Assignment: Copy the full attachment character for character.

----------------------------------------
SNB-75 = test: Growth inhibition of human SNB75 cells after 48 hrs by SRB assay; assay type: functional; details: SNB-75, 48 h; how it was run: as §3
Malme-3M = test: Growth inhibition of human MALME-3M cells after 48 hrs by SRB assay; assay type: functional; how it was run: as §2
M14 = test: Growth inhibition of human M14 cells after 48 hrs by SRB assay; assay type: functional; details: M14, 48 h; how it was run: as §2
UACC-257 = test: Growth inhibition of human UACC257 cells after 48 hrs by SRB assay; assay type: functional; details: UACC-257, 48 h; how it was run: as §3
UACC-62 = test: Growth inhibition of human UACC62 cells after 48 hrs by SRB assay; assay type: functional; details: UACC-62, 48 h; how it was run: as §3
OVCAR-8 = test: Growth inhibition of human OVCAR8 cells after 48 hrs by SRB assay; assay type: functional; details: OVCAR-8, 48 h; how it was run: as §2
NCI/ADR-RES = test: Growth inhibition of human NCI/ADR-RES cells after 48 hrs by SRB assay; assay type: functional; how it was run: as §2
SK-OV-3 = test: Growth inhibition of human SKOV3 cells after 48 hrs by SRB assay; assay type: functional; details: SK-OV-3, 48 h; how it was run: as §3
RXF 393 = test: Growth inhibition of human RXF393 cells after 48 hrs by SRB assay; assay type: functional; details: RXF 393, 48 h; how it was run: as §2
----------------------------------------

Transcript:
SNB-75 = test: Growth inhibition of human SNB75 cells after 48 hrs by SRB assay; assay type: functional; details: SNB-75, 48 h; how it was run: as §3
Malme-3M = test: Growth inhibition of human MALME-3M cells after 48 hrs by SRB assay; assay type: functional; how it was run: as §2
M14 = test: Growth inhibition of human M14 cells after 48 hrs by SRB assay; assay type: functional; details: M14, 48 h; how it was run: as §2
UACC-257 = test: Growth inhibition of human UACC257 cells after 48 hrs by SRB assay; assay type: functional; details: UACC-257, 48 h; how it was run: as §3
UACC-62 = test: Growth inhibition of human UACC62 cells after 48 hrs by SRB assay; assay type: functional; details: UACC-62, 48 h; how it was run: as §3
OVCAR-8 = test: Growth inhibition of human OVCAR8 cells after 48 hrs by SRB assay; assay type: functional; details: OVCAR-8, 48 h; how it was run: as §2
NCI/ADR-RES = test: Growth inhibition of human NCI/ADR-RES cells after 48 hrs by SRB assay; assay type: functional; how it was run: as §2
SK-OV-3 = test: Growth inhibition of human SKOV3 cells after 48 hrs by SRB assay; assay type: functional; details: SK-OV-3, 48 h; how it was run: as §3
RXF 393 = test: Growth inhibition of human RXF393 cells after 48 hrs by SRB assay; assay type: functional; details: RXF 393, 48 h; how it was run: as §2